New Orleans’ famed above ground tombs in St Louis Cemetery No. 1

St. Louis Cemetery No. 1 was established via a Royal Spanish Land Grant in 1789. It was originally outside the city limits, and was at least twice its current size. The Archdiocese of New Orleans now has control of this cemetery. Currently the only way you can get into the cemetery is with a licensed tour guide. Unfortunately vandalism has forced this action.

Multiple designs for the tombs, some fancy and some plain

The famed above ground tombs and wall tombs are designed for use by generation after generation. Many of the tombs are owned by individual families. Some of the very large tombs are known as society tombs where several families or groups have combined resources.  The laws dictate that a year and a day passes before an additional burial is permitted. As you would expect, there are many well-known, famous and infamous people whose tombs are located in the cemetery.

We are standing in front of the tomb of Marie Laveau, the famed Voodoo Queen. This is reportedly the most visited tomb in New Orleans.

We decided to go on a St. Louis Cemetery No. 1 and Voodoo tour put on by the Gray Line. Marcia, our tour guide, was a delightful host of our small group. As mentioned above, you must be with a licensed tour guide to gain entrance into the cemetery. Shop around, but we suggest going with the Gray Line Tour Company.

Plaque on the tomb of Marie Laveau, the most famous voodoo Priestess from New Orleans

Nicholas Cage had this tomb built in the cemetery. The only script on the tomb is the Latin phrase, omnia ab uno, which translates roughly to “all for one” or “everything for one.” Cage says he wants to be buried here, and the IRS cannot touch the asset of a burial plot. We were told that Cage visited the tomb a year ago with his brother.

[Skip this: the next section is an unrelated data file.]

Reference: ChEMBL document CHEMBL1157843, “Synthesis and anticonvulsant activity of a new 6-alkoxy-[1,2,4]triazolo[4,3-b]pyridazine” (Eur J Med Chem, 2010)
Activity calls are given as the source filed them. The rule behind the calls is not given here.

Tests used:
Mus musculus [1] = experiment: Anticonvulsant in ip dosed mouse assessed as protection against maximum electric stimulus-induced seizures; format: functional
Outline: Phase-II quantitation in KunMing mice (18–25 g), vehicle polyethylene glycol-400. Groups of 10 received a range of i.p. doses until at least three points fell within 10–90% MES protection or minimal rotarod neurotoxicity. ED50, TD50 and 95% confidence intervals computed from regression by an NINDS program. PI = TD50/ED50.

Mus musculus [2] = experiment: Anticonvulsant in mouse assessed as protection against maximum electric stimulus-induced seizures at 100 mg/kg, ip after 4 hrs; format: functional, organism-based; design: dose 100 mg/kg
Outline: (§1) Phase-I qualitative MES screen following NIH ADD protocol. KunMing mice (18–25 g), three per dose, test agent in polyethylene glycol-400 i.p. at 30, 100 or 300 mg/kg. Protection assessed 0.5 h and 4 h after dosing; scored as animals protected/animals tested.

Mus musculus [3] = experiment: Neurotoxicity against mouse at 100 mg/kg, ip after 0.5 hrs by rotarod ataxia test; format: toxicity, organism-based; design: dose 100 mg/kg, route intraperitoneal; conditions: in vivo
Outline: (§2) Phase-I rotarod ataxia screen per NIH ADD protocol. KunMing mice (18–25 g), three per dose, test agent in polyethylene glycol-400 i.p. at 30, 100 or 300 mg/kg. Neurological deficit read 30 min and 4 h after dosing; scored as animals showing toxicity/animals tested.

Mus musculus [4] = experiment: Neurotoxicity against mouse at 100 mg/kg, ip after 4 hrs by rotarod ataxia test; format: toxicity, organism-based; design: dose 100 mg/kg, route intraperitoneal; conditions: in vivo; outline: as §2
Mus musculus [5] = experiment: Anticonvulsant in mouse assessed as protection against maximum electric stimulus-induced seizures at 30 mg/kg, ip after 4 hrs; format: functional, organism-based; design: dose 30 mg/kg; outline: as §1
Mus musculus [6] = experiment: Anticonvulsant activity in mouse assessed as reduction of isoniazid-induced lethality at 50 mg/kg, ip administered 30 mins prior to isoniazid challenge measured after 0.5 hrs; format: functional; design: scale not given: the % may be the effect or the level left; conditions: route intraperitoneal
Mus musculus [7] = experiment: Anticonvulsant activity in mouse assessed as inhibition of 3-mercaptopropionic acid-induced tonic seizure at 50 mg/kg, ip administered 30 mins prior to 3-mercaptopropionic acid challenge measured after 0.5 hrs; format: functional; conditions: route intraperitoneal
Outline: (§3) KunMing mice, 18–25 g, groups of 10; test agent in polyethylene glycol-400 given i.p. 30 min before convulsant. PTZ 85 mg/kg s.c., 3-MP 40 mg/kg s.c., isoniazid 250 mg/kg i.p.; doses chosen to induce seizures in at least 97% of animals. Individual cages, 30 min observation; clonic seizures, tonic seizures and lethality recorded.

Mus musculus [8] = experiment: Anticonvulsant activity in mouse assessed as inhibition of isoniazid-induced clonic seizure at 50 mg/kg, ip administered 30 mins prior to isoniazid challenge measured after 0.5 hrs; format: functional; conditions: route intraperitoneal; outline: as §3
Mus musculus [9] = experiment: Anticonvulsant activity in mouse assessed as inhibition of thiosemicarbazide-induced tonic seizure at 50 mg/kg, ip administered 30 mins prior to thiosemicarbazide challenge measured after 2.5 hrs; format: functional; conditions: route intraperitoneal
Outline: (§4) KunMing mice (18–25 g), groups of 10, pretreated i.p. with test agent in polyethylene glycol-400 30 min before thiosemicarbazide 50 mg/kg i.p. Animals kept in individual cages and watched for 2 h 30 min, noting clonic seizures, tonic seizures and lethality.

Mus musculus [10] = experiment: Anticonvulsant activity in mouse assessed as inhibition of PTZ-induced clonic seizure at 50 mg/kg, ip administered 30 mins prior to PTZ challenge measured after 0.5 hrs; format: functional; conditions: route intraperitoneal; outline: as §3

Not all tombs are as well maintained as others.

Multiple generations of the same family interred in a wall tomb.

Two Englishmen fight it out in 1870 Louisiana

We noticed a neat park on the Mississippi River levee at the town of Kenner, Louisiana. I turned into the parking lot because I saw an interesting statue. It was, in fact, a statue of a couple of men in boxing stances. I had to see what this was all about. Here is a picture and a little history.

Bronze statue portraying the 1870 boxing contest

On May 10, 1870, a trainload of about 1000 people left New Orleans for the little town of Kenner, a few miles from NOLA. The purpose of the trip was to visit an old sugar house near the banks of the Mississippi River. In that house was a makeshift boxing ring. In that ring a fellow from Beeston, Norwich, England named Jed Mace was the victor over another Englishman named Tom Allen from Birmingham. The 10 round bout was a bare knuckle affair. What made it special was that it was the first World Championship Heavyweight Prize Fight in the United States.

The park offered a great view of the river as well as access to a long trail on top of the levee. Kenner is a quaint little burg with quite a history. In addition to the boxing site, when Kenner was a Native American village it was the site of the landing of French explorer Robert Cavelier De La Salle’s landing in 1682. This was when he claimed Louisiana for France in the name of King Louis XIV.

Memorial to La Salle’s landing on the Mississippi River bank in Louisiana

View of downtown Kenner from the top of the levee